It was over in a blink of an eye, that moment when aviation stirred the modern imagination. Aviation was transformed from recklessness to routine in Lindbergh's lifetime. Today the riskiest part of air travel is the drive to the airport, and the airlines use a barrage of stimuli to protect passengers from ennui.
— George Will, 'Charles Lindbergh, Craftsman,' 15 May 1977, The pursuit of Happiness, and Other Sobering Thoughts, 1978.
Anything that is white is sweet.
— Stephen Sondheim, regards airline food, 'Do I hear a Waltz,' 1965.
The more I fly, the more I'm convinced that the true wonder of modern aviation is the transformation of tasteless particles into something known as airplane food.
— Bob Blummer, The Surreal Gourmet.
The quality of food is in inverse proportion to a dining room's altitude, especially atop bank and hotel buildings (airplanes are an extreme example).
— Bryan Miller, the New York Times restaurant critic.
To me, an airplane is a great place to diet.
— Wolfgang Puck
It's either expensive or it's crappy.
— JetBlue Airways spokesman regards airline food. Reported in the New York Times, 26 June 2002.
A plane is a bad place for an all-out sleep, but a good place to begin rest and recovery from the trip to the faraway places you've been, a decompression chamber between Here and There. Though a plane is not the ideal place really to think, reassess or reevaluate things, it is a great place to have the illusion of doing so, and often the illusion will suffice.
— Shana Alexander, The Feminine Eye, 1970.
Every time we hit an air pocket and the plane dropped about five hundred feet (leaving my stomach in my mouth) I vowed to give up sex, bacon, and air travel if I ever made it back to terra firma in one piece.
— Erica Jong, Fear of Flying, 1973.
Airplane travel is nature's way of making you look like your passport photo.
— Vice President Albert Gore.
I wanted to soar through the air
— Yuji Nishizawa, after hijacking All Nippon Airways flight 61 and stabbing the captain to death in order to try and fly the B-747 himself, July 1999.
Fly the friendly skies.
— United Airlines advertising slogan.
Something special in the air.
— American Airlines advertising slogan.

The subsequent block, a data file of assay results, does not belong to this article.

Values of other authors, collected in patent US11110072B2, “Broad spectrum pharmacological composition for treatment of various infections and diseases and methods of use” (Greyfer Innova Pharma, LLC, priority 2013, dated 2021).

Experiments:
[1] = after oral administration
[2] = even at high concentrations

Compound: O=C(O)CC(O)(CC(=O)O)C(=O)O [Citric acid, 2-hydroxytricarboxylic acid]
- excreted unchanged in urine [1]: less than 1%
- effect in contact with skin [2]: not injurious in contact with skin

To fly. To serve.
— British Airways advertising slogan.
The world's favourite airline.
— British Airways advertising slogan.
The Proud Bird with the Golden Tail
— Advertising slogan of Continental Airlines, pre-1983 bankruptcy.
We love to fly. And it it shows.
— Delta Air Lines advertising slogan, replaced with 'You'll love the way we fly' in January 1995.
Some people just know how to fly.
— Northwest Airlines advertising slogan.
How do we love you? Let us count the ways . . .
— Early Southwest Airlines advertising slogan.
The Wings of Man.
— Eastern Airlines advertising slogan.
Air Canada. That's a good name for a Canadian airline.
— Johnny Carson, The Tonight Show, NBC, December 1974.
I mean, they get paid an awful lot of money. The only good thing about them is they can't work after they're 60.
— Judge Prudence Carter Beatty, New York Southern District Bankruptcy Court, regards Delta Air Lines pilots. Reported in The Wall Street Journal, 18 November 2005
Life expands in an aeroplane. The traveler is a mere slave in a train, and, should he manage to escape from this particular yoke, the car and the ship present him with only limited horizons. Air travel, on the other hand, makes it possible for him to enjoy the 'solitary delights of infinite space.' The earth speeds below him, with nothing hidden, yet full of surprises. Introduce yourself to your pilot. He is always a man of the world as well as a flying ace.
— Early French advertisement for airline service, quoted in The Airline Builders, Oliver B. Allen.